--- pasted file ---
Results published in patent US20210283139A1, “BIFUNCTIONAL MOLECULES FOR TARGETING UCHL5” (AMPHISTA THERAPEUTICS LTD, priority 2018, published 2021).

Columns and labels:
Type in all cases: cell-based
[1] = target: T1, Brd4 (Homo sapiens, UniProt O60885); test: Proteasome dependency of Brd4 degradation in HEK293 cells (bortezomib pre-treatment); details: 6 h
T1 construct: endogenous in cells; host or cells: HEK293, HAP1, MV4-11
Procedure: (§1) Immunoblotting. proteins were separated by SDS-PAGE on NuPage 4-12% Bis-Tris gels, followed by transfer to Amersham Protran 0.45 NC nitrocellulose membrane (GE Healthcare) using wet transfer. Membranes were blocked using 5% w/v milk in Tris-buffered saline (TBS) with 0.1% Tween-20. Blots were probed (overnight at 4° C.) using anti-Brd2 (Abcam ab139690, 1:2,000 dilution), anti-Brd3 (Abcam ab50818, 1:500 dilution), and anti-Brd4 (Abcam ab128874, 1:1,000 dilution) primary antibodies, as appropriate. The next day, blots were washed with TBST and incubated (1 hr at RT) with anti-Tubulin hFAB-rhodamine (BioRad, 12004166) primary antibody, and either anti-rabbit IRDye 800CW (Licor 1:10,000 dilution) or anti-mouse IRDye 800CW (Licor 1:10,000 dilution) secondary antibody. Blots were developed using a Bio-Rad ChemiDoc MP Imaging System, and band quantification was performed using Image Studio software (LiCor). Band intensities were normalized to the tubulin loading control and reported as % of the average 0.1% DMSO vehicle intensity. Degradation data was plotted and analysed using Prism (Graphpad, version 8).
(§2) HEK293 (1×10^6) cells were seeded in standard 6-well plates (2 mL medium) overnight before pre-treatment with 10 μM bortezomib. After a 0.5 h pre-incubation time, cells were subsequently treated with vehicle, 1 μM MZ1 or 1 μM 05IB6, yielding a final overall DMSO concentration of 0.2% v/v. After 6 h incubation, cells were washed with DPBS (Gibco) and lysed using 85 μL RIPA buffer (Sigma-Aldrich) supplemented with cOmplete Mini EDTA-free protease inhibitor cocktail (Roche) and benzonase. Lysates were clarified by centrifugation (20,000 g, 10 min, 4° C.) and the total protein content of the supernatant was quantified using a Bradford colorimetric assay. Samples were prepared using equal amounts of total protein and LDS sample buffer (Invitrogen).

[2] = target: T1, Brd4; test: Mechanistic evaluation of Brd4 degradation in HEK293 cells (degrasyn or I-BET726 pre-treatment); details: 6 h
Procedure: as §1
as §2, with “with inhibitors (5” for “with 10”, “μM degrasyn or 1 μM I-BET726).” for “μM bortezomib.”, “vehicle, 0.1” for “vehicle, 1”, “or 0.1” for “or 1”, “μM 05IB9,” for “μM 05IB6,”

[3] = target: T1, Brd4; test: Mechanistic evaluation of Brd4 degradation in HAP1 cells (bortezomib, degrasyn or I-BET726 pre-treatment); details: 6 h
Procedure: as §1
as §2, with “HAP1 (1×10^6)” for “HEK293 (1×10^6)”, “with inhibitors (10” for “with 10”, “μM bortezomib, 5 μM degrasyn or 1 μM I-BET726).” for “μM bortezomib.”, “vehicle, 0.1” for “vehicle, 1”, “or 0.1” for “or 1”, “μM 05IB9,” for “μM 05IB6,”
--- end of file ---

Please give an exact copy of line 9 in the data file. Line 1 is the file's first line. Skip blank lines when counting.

Procedure: as §1